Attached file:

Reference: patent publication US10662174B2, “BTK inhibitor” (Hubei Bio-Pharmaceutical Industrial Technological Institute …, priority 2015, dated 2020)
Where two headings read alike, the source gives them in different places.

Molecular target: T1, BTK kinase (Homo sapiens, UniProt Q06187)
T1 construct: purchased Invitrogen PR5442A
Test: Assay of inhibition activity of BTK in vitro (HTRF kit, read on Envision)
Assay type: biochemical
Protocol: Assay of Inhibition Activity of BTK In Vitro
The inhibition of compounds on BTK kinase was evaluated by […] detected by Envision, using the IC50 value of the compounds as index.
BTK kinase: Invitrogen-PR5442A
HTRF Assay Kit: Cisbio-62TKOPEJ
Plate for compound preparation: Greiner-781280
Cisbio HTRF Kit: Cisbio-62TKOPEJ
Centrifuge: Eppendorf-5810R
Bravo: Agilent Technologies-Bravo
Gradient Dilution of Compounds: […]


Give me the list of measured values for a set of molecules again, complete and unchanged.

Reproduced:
Reference: patent publication US10662174B2, “BTK inhibitor” (Hubei Bio-Pharmaceutical Industrial Technological Institute …, priority 2015, dated 2020)
Where two headings read alike, the source gives them in different places.

Molecular target: T1, BTK kinase (Homo sapiens, UniProt Q06187)
T1 construct: purchased Invitrogen PR5442A
Test: Assay of inhibition activity of BTK in vitro (HTRF kit, read on Envision)
Assay type: biochemical
Protocol: Assay of Inhibition Activity of BTK In Vitro
The inhibition of compounds on BTK kinase was evaluated by […] detected by Envision, using the IC50 value of the compounds as index.
BTK kinase: Invitrogen-PR5442A
HTRF Assay Kit: Cisbio-62TKOPEJ
Plate for compound preparation: Greiner-781280
Cisbio HTRF Kit: Cisbio-62TKOPEJ
Centrifuge: Eppendorf-5810R
Bravo: Agilent Technologies-Bravo
Gradient Dilution of Compounds: […]